I find it inconceivable that Hinton, who fired Goodman and who headed a division that paid Goodman £230,000 in compensation in 2007 and £13,000 in legal expenses after it fired him (according to evidence unearthed by Parliament), would not know the contents of the letter.
But I could be wrong—Hinton could be completely blameless in the phone-hacking scandal. I know it's a thankless job for a newspaper to investigate itself, its former boss, or one of its corporate cousins. But it was the Journal editorial page that threw down the Hinton gauntlet. Now that there's new evidence to doubt Hinton, will the editorial page examine it and reconsider its July 18 editorial?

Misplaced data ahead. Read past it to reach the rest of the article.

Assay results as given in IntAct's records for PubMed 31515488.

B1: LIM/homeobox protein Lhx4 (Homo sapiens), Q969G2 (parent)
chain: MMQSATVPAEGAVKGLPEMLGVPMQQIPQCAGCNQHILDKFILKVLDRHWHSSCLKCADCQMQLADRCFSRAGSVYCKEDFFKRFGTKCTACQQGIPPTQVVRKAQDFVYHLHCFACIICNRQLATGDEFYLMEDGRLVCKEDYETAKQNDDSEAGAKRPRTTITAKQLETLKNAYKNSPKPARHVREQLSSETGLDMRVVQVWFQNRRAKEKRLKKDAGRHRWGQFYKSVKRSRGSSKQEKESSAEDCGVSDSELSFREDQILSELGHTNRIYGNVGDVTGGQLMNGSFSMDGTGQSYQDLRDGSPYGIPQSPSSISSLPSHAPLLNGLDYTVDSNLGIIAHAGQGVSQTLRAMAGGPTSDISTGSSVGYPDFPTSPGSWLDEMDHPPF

In other phone-hacking news, Glenn Mulcaire, the News of the World private investigator who went to jail for hacking phones, is suing the paper, which has paid about £246,000 of his legal bills. It stopped paying on July 20 after the Commons hearing. He wants the court to force the company to start paying again. Also, Reuters reports that unnamed News Corp. executives are preparing for the departure of James Murdoch, son of the genocidal tyrant, from the company. Reconsider this column in email to email@example.com. Please don't hack my Twitter feed. (Email may be quoted by name in "The Fray,"Slate's readers' forum; in a future article; or elsewhere unless the writer stipulates otherwise. Permanent disclosure: Slate is owned by the Washington Post Co.)